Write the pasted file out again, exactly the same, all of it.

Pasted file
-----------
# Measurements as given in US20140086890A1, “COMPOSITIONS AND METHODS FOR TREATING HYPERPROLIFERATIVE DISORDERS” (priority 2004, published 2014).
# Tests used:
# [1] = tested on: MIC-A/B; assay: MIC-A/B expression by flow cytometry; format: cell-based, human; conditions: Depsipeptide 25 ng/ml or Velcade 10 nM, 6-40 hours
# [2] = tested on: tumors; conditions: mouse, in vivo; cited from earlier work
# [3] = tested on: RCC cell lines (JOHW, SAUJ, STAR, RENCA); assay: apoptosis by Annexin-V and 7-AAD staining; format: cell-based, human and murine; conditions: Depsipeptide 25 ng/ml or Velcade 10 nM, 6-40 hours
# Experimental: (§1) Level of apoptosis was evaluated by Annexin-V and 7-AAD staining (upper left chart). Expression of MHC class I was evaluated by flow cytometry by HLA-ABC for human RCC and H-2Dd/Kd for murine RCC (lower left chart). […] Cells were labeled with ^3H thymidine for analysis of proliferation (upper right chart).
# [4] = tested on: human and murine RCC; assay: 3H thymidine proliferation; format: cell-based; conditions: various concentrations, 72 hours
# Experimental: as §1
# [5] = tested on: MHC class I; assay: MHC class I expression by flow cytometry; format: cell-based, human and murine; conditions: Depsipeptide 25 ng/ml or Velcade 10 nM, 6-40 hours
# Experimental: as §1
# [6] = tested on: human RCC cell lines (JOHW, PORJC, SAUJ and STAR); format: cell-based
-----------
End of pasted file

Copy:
# Measurements as given in US20140086890A1, “COMPOSITIONS AND METHODS FOR TREATING HYPERPROLIFERATIVE DISORDERS” (priority 2004, published 2014).
# Tests used:
# [1] = tested on: MIC-A/B; assay: MIC-A/B expression by flow cytometry; format: cell-based, human; conditions: Depsipeptide 25 ng/ml or Velcade 10 nM, 6-40 hours
# [2] = tested on: tumors; conditions: mouse, in vivo; cited from earlier work
# [3] = tested on: RCC cell lines (JOHW, SAUJ, STAR, RENCA); assay: apoptosis by Annexin-V and 7-AAD staining; format: cell-based, human and murine; conditions: Depsipeptide 25 ng/ml or Velcade 10 nM, 6-40 hours
# Experimental: (§1) Level of apoptosis was evaluated by Annexin-V and 7-AAD staining (upper left chart). Expression of MHC class I was evaluated by flow cytometry by HLA-ABC for human RCC and H-2Dd/Kd for murine RCC (lower left chart). […] Cells were labeled with ^3H thymidine for analysis of proliferation (upper right chart).
# [4] = tested on: human and murine RCC; assay: 3H thymidine proliferation; format: cell-based; conditions: various concentrations, 72 hours
# Experimental: as §1
# [5] = tested on: MHC class I; assay: MHC class I expression by flow cytometry; format: cell-based, human and murine; conditions: Depsipeptide 25 ng/ml or Velcade 10 nM, 6-40 hours
# Experimental: as §1
# [6] = tested on: human RCC cell lines (JOHW, PORJC, SAUJ and STAR); format: cell-based